Welfare and environmental management LABOUR AND LABOUR WELFARE Labour sector addresses multi-dimensional socio-economic aspects affecting labour welfare, productivity, living standards of labour force and social security. To raise living standards of the work force and achieve higher productivity, skill upgradation through suitable training is of utmost importance. Manpower development to provide adequate labour force of appropriate skills and quality to different sectors is essential for rapid socioeconomic development. Employment generation in all the productive sectors is one of the basic objectives. In this context, efforts are being made for providing the environment for self-employment both in urban and rural areas. During the Ninth Plan period, elimination of undesirable practices such as child labour, bonded labour, and aspects such as ensuring workers’ safety and social security, looking after labour welfare and providing of the necessary support measures for sorting out problems relating to employment of both men and women workers in different sectors has received priority attention.
Electrical Safety Working with electricity can be dangerous. Engineers, electricians, and other professionals work with electricity directly, including working on overhead lines, cable harnesses, and circuit assemblies. Others, such as office workers and sales people, work with electricity indirectly and may also be exposed to electrical hazards.
Electrical Cables An electric cable is a group of one, two or more wires or optical fibers bound together, in a common protective jacket or sheath. Individual cables or fibers inside the jacket are usually covered or insulated. There are combination cables, made by manufacturers and may contain both electrical wires and optical fibers. Copper electrical wires are most commonly used because of its excellent conductivity. Aluminum electrical wires are also used as they are less expensive. Electrical cables are sometimes made more flexible by stranding the wires. The process involves twisting or braiding the smaller individual wires to produce larger wires that are far more flexible. Small electrical wires are also bunched before concentric stranding, thereby adding more flexibility .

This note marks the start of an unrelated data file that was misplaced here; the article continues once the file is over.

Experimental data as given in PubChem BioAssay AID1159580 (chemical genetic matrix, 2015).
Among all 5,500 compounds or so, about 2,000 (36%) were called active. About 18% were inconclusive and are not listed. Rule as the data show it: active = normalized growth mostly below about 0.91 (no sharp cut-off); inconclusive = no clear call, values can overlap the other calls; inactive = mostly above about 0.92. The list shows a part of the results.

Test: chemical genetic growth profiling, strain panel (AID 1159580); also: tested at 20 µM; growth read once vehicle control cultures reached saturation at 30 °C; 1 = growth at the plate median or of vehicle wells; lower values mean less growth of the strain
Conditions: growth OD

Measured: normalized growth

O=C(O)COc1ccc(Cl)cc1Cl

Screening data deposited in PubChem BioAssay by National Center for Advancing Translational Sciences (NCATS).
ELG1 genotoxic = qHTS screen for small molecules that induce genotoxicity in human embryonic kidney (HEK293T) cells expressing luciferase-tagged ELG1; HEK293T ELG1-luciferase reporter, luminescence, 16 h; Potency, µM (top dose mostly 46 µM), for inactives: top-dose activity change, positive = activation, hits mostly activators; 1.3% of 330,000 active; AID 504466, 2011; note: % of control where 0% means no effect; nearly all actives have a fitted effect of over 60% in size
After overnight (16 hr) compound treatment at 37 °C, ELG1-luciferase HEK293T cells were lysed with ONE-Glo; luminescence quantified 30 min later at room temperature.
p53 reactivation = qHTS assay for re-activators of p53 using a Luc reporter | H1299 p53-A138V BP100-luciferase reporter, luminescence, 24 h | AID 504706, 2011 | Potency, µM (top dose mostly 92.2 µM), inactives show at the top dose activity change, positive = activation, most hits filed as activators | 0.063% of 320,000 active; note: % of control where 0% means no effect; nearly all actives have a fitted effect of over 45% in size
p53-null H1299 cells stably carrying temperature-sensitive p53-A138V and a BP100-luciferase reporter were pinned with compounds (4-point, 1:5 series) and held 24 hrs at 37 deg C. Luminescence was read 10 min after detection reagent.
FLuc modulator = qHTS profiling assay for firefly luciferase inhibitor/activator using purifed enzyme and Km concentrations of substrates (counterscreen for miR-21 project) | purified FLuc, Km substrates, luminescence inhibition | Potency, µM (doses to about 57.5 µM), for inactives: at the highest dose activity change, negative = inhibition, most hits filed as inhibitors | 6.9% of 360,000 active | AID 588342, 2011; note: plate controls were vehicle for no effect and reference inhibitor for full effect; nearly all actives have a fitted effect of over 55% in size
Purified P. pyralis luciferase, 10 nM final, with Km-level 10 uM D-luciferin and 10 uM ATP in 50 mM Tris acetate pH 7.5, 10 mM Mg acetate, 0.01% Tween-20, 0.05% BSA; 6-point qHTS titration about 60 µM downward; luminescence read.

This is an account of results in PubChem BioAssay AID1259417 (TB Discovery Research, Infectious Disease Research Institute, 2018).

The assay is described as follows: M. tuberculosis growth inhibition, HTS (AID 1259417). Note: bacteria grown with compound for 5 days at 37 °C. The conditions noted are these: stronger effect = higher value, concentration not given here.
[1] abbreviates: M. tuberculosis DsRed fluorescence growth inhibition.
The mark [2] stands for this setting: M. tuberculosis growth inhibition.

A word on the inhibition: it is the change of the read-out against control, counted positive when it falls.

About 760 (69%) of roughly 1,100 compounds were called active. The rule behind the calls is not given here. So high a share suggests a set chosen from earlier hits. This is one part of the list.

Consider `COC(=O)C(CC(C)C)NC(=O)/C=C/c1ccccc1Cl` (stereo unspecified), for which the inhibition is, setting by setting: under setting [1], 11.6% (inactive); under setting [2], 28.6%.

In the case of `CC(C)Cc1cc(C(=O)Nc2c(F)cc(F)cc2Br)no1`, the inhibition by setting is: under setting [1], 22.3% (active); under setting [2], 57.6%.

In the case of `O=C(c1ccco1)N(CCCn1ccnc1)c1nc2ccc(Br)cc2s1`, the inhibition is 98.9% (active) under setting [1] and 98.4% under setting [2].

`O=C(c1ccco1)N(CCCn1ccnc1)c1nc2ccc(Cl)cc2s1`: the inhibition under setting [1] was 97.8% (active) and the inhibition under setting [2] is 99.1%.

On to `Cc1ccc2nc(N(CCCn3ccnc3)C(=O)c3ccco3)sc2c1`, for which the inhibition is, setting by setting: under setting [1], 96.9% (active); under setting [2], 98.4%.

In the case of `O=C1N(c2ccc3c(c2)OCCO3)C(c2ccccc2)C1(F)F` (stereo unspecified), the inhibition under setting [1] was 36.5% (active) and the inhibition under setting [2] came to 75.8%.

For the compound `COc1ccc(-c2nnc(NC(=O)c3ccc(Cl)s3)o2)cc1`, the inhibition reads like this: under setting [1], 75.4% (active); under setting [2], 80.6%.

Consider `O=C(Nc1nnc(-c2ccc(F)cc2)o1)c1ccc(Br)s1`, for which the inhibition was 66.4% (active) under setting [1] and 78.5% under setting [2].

Electrical Fittings Electrical Fittings are the products, which are used for fitting various electrical devices like switches, fans, wires, tube lights etc. These components are available in a wide variety of shapes and sizes and materials. Before selecting electrical fittings for any hazardous location, the exact nature and concentrations of the flammable materials must be considered. An electrical fitting that is safe for installation in an atmosphere of combustible dust may not be safe for use in an atmosphere containing flammable vapors or gases. Thus, electrical fittings are specifically designed considering various hazards. While buying these fitting items a buyer must always keep in mind the quality of the component, the price of the item and credibility of the supplier. China, Hong Kong, Taiwan and Germany are the leading manufacturing countries of electrical fitting components. These fitting components can be classified as follows: • Brass • Copper • Plastic • Thermoplastic